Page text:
Shaking off the memories, I refocused on Jake. His hazel eyes were full of questions but he knew me well enough to keep his lips zipped.

“Right, now that we’ve made some progress on magic spheres, it’s time to move on to the second half of today’s lesson.”

Jake groaned loudly and I smirked at his pitiful expression. Plucking the everyday bike lock from my pocket, I held it out. Magic tickled at my fingertips as my skin came into contact with the simple ward I’d cast on it.

Taking the lock from my hands with a grimace of distaste, Jake pursed his lips, “Can’t we skip warding for today? You know I’m terrible at it.”

“And that’s exactly why we’re doing it. If you don’t practice, you’ll never improve.” My own words shocked me with their familiarity.

Holy crap, when did I become Mallory?

Putting aside the strange idea, I snapped back my shoulders, “Come on Jake, it’s a really simple ward. You know what to do.”

“Find the loose thread.” He replied dutifully.

“Exactly, now get to it.”

He heaved a sigh and I watched as his eyes glazed over before lighting up with magic. His forehead creasing as he focused intensely on the lock in his hand.

For the next hour, I watched patiently as he tried to break the ward on the lock. Sweat beaded on his face, his brow creased deeper as time passed and his frustration grew. Finally, he puffed out a large breath as the magic faded from his eyes. Running a hand over his face he dropped the lock.

“Well?” I asked.

He gnashed his teeth, “It took me a while but I finally found the loose thread but I couldn’t seem to grab it. It kept on slipping from my grip.”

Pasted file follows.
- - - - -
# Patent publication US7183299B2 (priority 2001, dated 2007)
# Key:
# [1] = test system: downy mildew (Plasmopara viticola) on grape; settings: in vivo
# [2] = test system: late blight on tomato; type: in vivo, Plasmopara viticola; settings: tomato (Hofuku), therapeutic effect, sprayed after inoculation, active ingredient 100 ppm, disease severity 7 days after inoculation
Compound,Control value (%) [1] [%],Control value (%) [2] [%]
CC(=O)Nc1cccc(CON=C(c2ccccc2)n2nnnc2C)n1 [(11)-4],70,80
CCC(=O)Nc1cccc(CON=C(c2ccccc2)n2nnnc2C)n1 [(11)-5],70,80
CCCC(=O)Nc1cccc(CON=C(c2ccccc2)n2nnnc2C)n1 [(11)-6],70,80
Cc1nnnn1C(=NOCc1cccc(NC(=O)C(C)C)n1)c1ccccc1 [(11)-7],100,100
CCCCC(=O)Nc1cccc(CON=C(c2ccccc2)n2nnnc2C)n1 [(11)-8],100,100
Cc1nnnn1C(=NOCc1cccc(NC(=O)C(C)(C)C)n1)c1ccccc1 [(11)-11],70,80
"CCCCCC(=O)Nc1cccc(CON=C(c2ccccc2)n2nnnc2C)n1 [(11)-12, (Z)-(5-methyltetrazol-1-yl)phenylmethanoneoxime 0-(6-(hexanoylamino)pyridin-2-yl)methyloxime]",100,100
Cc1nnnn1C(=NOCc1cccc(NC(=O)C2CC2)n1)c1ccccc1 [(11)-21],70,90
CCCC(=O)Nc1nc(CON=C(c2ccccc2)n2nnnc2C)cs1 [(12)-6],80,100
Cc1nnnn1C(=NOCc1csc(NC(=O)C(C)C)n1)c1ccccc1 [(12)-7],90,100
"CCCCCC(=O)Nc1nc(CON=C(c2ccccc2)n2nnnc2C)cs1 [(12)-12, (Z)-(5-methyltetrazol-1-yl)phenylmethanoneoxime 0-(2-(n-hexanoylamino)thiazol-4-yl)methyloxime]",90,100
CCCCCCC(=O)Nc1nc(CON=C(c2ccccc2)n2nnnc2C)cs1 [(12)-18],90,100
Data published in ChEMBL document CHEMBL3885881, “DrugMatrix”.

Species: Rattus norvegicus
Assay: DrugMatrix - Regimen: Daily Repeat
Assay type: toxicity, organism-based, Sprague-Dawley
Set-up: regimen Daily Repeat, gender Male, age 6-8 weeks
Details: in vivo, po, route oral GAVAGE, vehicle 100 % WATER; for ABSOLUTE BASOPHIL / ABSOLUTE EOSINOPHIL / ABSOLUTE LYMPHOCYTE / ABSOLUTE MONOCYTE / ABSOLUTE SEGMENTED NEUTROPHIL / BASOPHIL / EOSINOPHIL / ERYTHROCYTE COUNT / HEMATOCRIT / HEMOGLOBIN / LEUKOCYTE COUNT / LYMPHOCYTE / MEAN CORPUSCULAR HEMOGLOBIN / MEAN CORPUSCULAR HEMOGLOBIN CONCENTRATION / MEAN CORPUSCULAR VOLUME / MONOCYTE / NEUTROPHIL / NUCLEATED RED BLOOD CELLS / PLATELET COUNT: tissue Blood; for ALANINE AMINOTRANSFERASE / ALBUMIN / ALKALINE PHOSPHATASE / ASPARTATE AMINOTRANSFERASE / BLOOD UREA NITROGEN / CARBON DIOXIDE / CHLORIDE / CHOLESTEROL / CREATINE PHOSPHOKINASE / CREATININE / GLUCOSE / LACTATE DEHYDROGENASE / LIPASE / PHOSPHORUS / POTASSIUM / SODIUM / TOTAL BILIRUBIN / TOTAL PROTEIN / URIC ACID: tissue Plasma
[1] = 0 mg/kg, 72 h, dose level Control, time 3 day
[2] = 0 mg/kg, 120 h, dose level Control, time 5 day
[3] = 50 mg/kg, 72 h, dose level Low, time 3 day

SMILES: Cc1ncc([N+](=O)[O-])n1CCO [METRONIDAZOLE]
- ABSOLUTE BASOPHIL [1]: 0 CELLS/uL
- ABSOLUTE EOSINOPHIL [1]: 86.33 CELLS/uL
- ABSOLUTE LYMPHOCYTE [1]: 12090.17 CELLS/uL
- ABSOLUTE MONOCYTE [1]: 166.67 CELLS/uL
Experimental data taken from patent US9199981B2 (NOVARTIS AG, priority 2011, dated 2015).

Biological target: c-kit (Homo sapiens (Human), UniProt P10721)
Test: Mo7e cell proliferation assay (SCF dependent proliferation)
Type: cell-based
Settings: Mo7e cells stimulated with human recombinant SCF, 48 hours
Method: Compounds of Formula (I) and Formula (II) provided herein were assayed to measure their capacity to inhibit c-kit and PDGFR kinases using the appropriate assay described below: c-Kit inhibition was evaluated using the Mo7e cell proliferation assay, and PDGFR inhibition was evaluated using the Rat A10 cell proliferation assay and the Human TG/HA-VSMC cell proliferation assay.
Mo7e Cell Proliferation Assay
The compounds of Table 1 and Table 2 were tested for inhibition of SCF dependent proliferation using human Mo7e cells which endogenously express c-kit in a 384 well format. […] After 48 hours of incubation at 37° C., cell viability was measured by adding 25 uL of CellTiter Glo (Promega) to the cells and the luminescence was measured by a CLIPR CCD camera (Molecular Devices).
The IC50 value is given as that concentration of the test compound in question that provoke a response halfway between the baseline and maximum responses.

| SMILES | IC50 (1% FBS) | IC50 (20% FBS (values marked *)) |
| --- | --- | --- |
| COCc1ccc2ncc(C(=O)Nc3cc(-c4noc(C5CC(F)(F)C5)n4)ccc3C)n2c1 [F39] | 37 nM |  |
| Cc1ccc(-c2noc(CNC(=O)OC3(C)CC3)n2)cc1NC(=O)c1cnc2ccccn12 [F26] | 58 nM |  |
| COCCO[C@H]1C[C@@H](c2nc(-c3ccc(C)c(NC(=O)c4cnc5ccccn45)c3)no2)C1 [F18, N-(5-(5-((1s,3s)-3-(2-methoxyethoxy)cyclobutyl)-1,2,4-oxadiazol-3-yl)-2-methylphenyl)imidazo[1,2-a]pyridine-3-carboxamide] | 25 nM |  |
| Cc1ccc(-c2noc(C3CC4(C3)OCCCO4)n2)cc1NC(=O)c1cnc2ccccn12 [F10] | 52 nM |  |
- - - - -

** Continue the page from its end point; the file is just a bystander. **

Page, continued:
Having expected this, I nodded, “Your control of magic is still growing and although it’s better than a few months ago, you still need to refine it further.”

Jake stared at me in dismay and I smiled ruefully, brushing back a strand of my hair, “Right now your control is the equivalent of using a crowbar to try and pry it apart when what you need to be using is a pair of tweezers.”

Groaning, he flopped on his back, arms stretching wide. I wisely chose not to mention that when we started doing charm work, his control would need to be needle-like.

“I’m never going to get this.” He replied woefully, but I knew he wouldn’t quit. Nothing kept the kid down for long.

“Don’t be so glum duckling, two months ago you had the precision of a bulldozer.”

He groaned even louder. Laughing, I stood, stretching the stiffness from my muscles. Since the incident four months ago, where Jake and I had been kidnapped by Rodrigo, a purist psychopath who used me as his personal pincushion, I’d managed to get back into full fighting shape. All of my injuries had healed perfectly, leaving only faint scars thanks to the help of the city’s best healers. Sometimes my thigh throbbed after a long shift but the dull pain was fleeting at best, a persistent annoyance at worst. Otherwise, there was no remainder of the incident besides my memories. Unlike the scars, those were not so easily ignored.

“I think we’ll call it a day for now,” I told Jake, who scrambled to his feet, suddenly a picture of excitement.

“The same time next week?”


Grabbing my phone, I checked it quickly.

1 Missed Call. 2 Text Messages.

All from Emory. I shoved it back into my pocket without checking the texts.

How long could you ignore someone before they kicked down your door?

I didn’t know but I was going to find out.

Together, Jake and I walked to the elevator. I winced at the dent in the wall, knowing it was going to come out of my paycheck. Hutch had made it very clear that if I was going to be using the station’s work out space to train Jake, any of the damages incurred would be my responsibility. Sighing at the thought of all the pillows I could’ve bought with that money, I pushed the call button.